7. #27
    Quote Originally Posted by BaiHu View Post
    Ha! I agree with @Cecil Burch. Most TMA and point fighting sucks. It's why I never cared for them and, the last one I went to was 27 years ago to help a friend who opened a Dojo in CT. Oddly, although we didn't stay in touch as much as we have liked, we reconnected recently and both changed how we teach tremendously.

    PF and the Shivworks collective greatly influenced my transition from what my last teacher was doing to what I do now. I used to say that his school was the best of all the shitty schools, and now I just want to be a quality school doing quality work.
    I assume youíre some sort of authority on this subject matter since you were tagged, so maybe you could offer a little more insight.

    Iím not an authority in point-fighting, but I did work with some of the best JKA and WUKO(now WKF) for awhile in the early 90ís. IIRC, the sparring methodology was heavily influenced from kendo and fencing, and an old Shotokan adage was something along the lines of treating your hands and feet as knives, so they sparred with the mentality of not getting touched. That seems rather unique, so I donít see a necessarily good comparison with other other striking arts. And as such, the consideration being entertaining the idea that there just might perhaps be at least some specific element that theyíve developed to a higher degree than anyone else.

    I would also venture to say the vast majority of point fighters have very little interest in full contact or MMA, so to conclude thereís absolutely nothing at all to be learned from something because we donít see it in the UFC seems shortsighted to me. Thereís usually multiple factors that determine those things, including the rules, and itís not like MMA hasnít been in constant flux since itís inception in regards to what we see being used effectively.

    Itís easy to be dismissive, but Iíve learned time and time again not to do so. I recall a time when a cocky looking group of Brazilians where taking out ads in magazines wanting to prove the efficiency of their style. Most people dismissed them at the time. I did so as well and even after my first encounter with the art, but that has more to do with individuals.

    I sort of see BJJ following a path similar to karate. Commercialization and mainstreaming the art into a watered down sport has turned it into something completely different from what it was three decades ago. Many or maybe most schools are teaching methods that arenít all that relevant to self-defense, but that doesnít mean certain elements that could be useful arenít being developed by the confines of the sport. Same with karate or any other system adapted into a sport.

    I have nothing to sell, nor am I promoting or defending sport karate or any particular style. I left all that silliness behind long ago. More just along the lines of a thought experiment.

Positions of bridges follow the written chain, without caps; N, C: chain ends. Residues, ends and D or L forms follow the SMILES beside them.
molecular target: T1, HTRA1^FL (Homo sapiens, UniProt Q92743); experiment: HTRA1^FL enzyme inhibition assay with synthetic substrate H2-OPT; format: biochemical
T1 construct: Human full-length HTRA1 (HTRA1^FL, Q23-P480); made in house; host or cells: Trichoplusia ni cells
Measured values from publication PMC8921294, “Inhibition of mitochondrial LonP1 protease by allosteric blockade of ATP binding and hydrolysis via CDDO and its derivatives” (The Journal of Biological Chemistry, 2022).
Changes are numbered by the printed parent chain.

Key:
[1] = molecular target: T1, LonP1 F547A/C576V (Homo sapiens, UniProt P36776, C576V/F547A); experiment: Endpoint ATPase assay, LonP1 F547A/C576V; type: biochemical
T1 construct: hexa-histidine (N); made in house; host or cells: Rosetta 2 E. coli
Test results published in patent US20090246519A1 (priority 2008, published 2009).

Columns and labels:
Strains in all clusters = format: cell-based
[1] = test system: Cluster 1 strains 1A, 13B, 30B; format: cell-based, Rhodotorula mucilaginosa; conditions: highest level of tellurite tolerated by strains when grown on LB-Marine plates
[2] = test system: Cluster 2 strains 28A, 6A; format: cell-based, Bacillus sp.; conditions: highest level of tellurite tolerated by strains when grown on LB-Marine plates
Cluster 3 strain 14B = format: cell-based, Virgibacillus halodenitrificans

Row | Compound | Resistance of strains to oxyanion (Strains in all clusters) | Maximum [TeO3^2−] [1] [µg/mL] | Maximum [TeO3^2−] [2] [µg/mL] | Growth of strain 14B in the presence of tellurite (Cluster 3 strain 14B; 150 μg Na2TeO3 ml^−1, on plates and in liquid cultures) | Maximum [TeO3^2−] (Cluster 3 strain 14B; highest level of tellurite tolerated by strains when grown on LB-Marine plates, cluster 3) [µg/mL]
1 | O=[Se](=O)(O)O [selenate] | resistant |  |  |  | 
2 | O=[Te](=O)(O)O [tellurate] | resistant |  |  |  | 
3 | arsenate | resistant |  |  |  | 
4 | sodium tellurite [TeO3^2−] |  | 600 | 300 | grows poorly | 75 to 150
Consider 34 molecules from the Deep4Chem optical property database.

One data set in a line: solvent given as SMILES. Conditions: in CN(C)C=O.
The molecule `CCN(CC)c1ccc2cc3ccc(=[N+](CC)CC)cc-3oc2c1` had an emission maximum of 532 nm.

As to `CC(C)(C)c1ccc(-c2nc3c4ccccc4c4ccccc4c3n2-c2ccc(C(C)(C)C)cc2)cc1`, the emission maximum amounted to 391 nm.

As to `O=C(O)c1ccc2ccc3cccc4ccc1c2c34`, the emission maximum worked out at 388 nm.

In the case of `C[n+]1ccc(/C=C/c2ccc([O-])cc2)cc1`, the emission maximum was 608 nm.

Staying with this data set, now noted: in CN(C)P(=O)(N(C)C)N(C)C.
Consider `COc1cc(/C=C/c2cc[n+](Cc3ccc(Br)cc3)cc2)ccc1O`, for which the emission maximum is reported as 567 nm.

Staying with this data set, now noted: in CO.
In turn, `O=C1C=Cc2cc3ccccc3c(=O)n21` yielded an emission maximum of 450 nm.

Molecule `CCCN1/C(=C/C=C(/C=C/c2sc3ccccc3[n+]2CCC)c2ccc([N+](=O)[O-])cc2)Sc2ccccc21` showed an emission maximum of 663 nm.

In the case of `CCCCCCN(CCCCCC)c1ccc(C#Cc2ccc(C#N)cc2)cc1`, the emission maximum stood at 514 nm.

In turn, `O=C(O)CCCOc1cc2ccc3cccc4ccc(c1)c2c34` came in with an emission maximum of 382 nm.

8. #28
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    Quote Originally Posted by Mister X View Post
    I assume youíre some sort of authority on this subject matter since you were tagged, so maybe you could offer a little more insight.

    Iím not an authority in point-fighting, but I did work with some of the best JKA and WUKO(now WKF) for awhile in the early 90ís. IIRC, the sparring methodology was heavily influenced from kendo and fencing, and an old Shotokan adage was something along the lines of treating your hands and feet as knives, so they sparred with the mentality of not getting touched. That seems rather unique, so I donít see a necessarily good comparison with other other striking arts. And as such, the consideration being entertaining the idea that there just might perhaps be at least some specific element that theyíve developed to a higher degree than anyone else.

    I would also venture to say the vast majority of point fighters have very little interest in full contact or MMA, so to conclude thereís absolutely nothing at all to be learned from something because we donít see it in the UFC seems shortsighted to me. Thereís usually multiple factors that determine those things, including the rules, and itís not like MMA hasnít been in constant flux since itís inception in regards to what we see being used effectively.

    Itís easy to be dismissive, but Iíve learned time and time again not to do so. I recall a time when a cocky looking group of Brazilians where taking out ads in magazines wanting to prove the efficiency of their style. Most people dismissed them at the time. I did so as well and even after my first encounter with the art, but that has more to do with individuals.

    I sort of see BJJ following a path similar to karate. Commercialization and mainstreaming the art into a watered down sport has turned it into something completely different from what it was three decades ago. Many or maybe most schools are teaching methods that arenít all that relevant to self-defense, but that doesnít mean certain elements that could be useful arenít being developed by the confines of the sport. Same with karate or any other system adapted into a sport.

    I have nothing to sell, nor am I promoting or defending sport karate or any particular style. I left all that silliness behind long ago. More just along the lines of a thought experiment.
    I can't tell if I was tagged tongue in cheek or to a different extent. We can ask @LittleLebowski for his exact thought process. I just figured I'd roll with the fact that he might just want my opinion since I run a TMA school.

    You're fencing analogy is right on. I think all sports have to have rules, even if it's just to make it easier for people to watch, understand, and bet on.